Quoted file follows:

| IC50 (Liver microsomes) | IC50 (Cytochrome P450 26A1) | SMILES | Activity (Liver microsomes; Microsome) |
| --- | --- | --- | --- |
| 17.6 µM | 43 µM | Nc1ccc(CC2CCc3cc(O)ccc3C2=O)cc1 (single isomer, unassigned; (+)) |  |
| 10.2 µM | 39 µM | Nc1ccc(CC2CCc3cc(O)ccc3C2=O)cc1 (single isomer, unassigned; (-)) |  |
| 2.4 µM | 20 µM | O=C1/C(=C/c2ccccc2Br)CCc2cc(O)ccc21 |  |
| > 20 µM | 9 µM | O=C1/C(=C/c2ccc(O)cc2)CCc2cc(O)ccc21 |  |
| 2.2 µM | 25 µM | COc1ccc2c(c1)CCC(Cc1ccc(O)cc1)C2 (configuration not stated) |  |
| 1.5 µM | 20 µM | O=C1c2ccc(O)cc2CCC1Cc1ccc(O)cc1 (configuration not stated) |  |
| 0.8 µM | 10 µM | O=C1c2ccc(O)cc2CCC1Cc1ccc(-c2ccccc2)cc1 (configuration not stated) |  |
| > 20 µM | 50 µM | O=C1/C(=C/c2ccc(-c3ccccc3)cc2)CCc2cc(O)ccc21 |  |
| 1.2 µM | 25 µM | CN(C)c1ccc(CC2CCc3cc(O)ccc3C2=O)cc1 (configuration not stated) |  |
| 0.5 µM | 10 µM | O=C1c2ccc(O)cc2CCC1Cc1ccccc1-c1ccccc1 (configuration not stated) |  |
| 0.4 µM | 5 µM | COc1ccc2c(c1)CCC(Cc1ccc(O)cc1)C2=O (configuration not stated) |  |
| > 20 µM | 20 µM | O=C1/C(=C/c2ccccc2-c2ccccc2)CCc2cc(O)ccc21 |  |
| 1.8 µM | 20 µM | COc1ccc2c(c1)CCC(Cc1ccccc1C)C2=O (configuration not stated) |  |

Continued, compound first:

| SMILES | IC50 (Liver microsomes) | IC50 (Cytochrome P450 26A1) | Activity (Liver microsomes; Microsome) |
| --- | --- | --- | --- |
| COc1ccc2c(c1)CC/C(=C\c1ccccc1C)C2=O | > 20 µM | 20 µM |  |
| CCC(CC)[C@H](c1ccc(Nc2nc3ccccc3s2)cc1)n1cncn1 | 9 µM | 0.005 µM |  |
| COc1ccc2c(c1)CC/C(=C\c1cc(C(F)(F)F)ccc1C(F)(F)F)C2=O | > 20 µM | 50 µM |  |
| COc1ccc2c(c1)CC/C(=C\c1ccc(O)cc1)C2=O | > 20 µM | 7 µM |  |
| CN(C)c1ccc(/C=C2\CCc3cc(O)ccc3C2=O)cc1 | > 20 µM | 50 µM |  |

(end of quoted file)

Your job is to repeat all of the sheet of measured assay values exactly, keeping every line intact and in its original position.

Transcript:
| IC50 (Liver microsomes) | IC50 (Cytochrome P450 26A1) | SMILES | Activity (Liver microsomes; Microsome) |
| --- | --- | --- | --- |
| 17.6 µM | 43 µM | Nc1ccc(CC2CCc3cc(O)ccc3C2=O)cc1 (single isomer, unassigned; (+)) |  |
| 10.2 µM | 39 µM | Nc1ccc(CC2CCc3cc(O)ccc3C2=O)cc1 (single isomer, unassigned; (-)) |  |
| 2.4 µM | 20 µM | O=C1/C(=C/c2ccccc2Br)CCc2cc(O)ccc21 |  |
| > 20 µM | 9 µM | O=C1/C(=C/c2ccc(O)cc2)CCc2cc(O)ccc21 |  |
| 2.2 µM | 25 µM | COc1ccc2c(c1)CCC(Cc1ccc(O)cc1)C2 (configuration not stated) |  |
| 1.5 µM | 20 µM | O=C1c2ccc(O)cc2CCC1Cc1ccc(O)cc1 (configuration not stated) |  |
| 0.8 µM | 10 µM | O=C1c2ccc(O)cc2CCC1Cc1ccc(-c2ccccc2)cc1 (configuration not stated) |  |
| > 20 µM | 50 µM | O=C1/C(=C/c2ccc(-c3ccccc3)cc2)CCc2cc(O)ccc21 |  |
| 1.2 µM | 25 µM | CN(C)c1ccc(CC2CCc3cc(O)ccc3C2=O)cc1 (configuration not stated) |  |
| 0.5 µM | 10 µM | O=C1c2ccc(O)cc2CCC1Cc1ccccc1-c1ccccc1 (configuration not stated) |  |
| 0.4 µM | 5 µM | COc1ccc2c(c1)CCC(Cc1ccc(O)cc1)C2=O (configuration not stated) |  |
| > 20 µM | 20 µM | O=C1/C(=C/c2ccccc2-c2ccccc2)CCc2cc(O)ccc21 |  |
| 1.8 µM | 20 µM | COc1ccc2c(c1)CCC(Cc1ccccc1C)C2=O (configuration not stated) |  |

Continued, compound first:

| SMILES | IC50 (Liver microsomes) | IC50 (Cytochrome P450 26A1) | Activity (Liver microsomes; Microsome) |
| --- | --- | --- | --- |
| COc1ccc2c(c1)CC/C(=C\c1ccccc1C)C2=O | > 20 µM | 20 µM |  |
| CCC(CC)[C@H](c1ccc(Nc2nc3ccccc3s2)cc1)n1cncn1 | 9 µM | 0.005 µM |  |
| COc1ccc2c(c1)CC/C(=C\c1cc(C(F)(F)F)ccc1C(F)(F)F)C2=O | > 20 µM | 50 µM |  |
| COc1ccc2c(c1)CC/C(=C\c1ccc(O)cc1)C2=O | > 20 µM | 7 µM |  |
| CN(C)c1ccc(/C=C2\CCc3cc(O)ccc3C2=O)cc1 | > 20 µM | 50 µM |  |